The past rulings over the necessity of allowing athletes to use prosthetic limbs show the controversial nature of the debate. Initially, IAAF banned Pistorius from Olympics. The main logic behind the banning of prosthetic limbs users from athletics has been that the talent that they display on the track does not reveal their natural ability. As such, the international athletics governing authorities have considered it an unethical practice to use the prosthetic limbs in athletics competitions and other sporting activities.
The background of Oscar Pistorius shows, may be, why the amputees need a legal consideration of the authorities to allow them use the prosthetic limbs. Pistorius is an athlete with the talent and desire to sprint. He became amputated a year after his birth, a condition that forced him to begin using fiber-glasses for walking at a tender age. His initial sport, according to Bidlack (2009) was rugby. However, Pistorius gained a lot of interest in sprinting after he suffered a knee injury. In 2004 paralympics competitions in Athens, Pistorius won the 200 meters race, a race that is considered the most difficult for amputees. He later became more interested in even tougher races, including the 100 meters sprinting races. The case of Oscar Pistorius shows that for amputees, there is nothing extra-ordinary that the prosthetic limbs add to them. The use of the limbs creates a level-playground between the amputees an ordinary people, and it is a way of enabling the amputees to explore their talents. In the case of Pistorius, it is evident that the athlete started using the prosthetic limbs at a tender age. His ability to win the sprinting races only shows how amputees can run like ordinary people when they use the prosthetic limbs.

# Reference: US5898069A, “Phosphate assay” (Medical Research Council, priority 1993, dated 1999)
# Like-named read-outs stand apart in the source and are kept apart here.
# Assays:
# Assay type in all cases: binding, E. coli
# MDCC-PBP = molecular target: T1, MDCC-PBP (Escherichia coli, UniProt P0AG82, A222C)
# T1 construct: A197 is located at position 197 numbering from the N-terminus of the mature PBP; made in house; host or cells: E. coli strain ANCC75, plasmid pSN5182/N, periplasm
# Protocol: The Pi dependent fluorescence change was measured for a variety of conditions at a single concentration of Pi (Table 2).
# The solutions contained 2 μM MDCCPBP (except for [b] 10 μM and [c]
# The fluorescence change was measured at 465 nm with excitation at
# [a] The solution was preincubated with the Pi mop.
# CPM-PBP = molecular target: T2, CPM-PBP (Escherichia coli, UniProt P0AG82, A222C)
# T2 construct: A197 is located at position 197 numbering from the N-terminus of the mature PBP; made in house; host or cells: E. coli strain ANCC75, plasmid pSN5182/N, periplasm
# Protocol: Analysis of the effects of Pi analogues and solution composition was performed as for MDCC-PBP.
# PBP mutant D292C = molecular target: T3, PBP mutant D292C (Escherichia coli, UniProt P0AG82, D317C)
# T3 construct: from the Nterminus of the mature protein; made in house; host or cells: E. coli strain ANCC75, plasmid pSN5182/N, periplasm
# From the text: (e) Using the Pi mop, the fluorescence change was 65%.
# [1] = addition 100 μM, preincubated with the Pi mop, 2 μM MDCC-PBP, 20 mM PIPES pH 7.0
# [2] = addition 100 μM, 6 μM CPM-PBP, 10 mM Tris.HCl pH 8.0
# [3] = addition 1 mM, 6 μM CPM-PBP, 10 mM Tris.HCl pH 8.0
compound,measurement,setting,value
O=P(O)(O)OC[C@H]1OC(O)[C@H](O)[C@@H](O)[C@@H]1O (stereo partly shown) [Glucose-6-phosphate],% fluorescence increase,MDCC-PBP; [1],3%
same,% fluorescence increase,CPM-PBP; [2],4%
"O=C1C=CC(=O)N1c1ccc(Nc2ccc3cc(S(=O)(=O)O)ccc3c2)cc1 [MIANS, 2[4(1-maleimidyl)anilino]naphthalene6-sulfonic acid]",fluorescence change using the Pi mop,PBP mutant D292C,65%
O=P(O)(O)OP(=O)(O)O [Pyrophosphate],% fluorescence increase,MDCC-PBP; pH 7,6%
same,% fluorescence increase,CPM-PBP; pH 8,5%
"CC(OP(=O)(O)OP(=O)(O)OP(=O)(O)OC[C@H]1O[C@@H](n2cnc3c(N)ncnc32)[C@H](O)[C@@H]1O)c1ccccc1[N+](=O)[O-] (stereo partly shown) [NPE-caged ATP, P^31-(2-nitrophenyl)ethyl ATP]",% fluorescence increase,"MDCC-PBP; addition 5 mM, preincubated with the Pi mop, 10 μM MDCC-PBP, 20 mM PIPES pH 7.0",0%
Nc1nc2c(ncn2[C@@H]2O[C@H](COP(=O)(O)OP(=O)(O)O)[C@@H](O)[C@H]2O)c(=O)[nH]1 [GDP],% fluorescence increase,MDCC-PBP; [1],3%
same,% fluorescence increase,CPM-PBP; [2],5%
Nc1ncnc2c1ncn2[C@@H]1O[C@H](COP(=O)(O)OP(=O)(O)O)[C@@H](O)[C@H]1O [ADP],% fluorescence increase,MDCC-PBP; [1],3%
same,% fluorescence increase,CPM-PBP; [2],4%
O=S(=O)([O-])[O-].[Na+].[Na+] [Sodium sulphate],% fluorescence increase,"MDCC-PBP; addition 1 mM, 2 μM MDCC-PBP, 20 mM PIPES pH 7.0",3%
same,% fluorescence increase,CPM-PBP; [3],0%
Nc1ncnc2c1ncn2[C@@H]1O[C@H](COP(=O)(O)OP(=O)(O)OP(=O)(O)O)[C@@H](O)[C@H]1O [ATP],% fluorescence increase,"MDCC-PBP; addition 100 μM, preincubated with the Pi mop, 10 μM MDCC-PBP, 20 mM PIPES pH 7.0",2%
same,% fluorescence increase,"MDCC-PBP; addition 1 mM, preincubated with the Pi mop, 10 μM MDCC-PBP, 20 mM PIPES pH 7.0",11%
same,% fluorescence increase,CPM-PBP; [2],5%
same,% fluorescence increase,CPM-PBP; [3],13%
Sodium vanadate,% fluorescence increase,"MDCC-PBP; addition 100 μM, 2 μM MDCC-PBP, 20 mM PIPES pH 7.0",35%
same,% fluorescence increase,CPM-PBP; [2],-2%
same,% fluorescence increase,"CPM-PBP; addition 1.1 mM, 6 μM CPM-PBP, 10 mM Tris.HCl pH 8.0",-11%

The ruling of IAAF, however, failed to consider some logical truths, and according to Bidlack (2009), Court of Arbitration for Sports (CAS) overturned the ruling of IAAF because it failed to meet the burden of proof in showing that the prosthetic limbs gave Pistorius an undue advantage. For the limbs to give an amputee an undue advantage, it is important, first, to show that there is some unnatural strength that comes from the prosthetic limbs. Secondly, Pistorius did not compete with able-athletes but disabled ones. Ruling Pistorius out of the Beijing competitions would unfairly affect his dream of participating in the competition. Since IAAF lacked sufficient proof over the undue advantage issue, CAS ruled that it was not fair for CAS to ban Pistorius from the competitions on mere allegations that were not scientifically proven.
Furthermore, IAAF did not consider the acquaintance that Pistorius had gained by using the limbs since his childhood. Accord to CAS, there was a lot of unreliability of the scientific evidence that IAAF presented against Pistorius. In IAAF’s argument, the body argued that scientifically, one requires less energy to propel forward, and that the energy that Pistorius exhibited while using the prosthetic limbs was beyond the ordinary. IAAF, therefore, felt that Pistorius’ energy was related with the prosthetic limbs, and it is this argument that CAS found unreasonable and lacking sufficient proof. The possible argument that IAAF should have used is the great control that amputees get through the electrodes in the prosthetic limbs. This argument could have made more sense that arguing that Pistorius’ energy came from the prosthetic h limbs. Even with the argument of electrodes, it would still be difficult for IAAF to prevent Pistorius from participating in the Athens and London Olympics. Electrodes only give the athletes the ability to control their limbs through coordination with the brain. Arguably, ordinary people too have the ability to control their limbs with their brains, and by giving the amputees this ability through the electrodes, it is only true that the electrodes create a fair ground between amputees and ordinary people.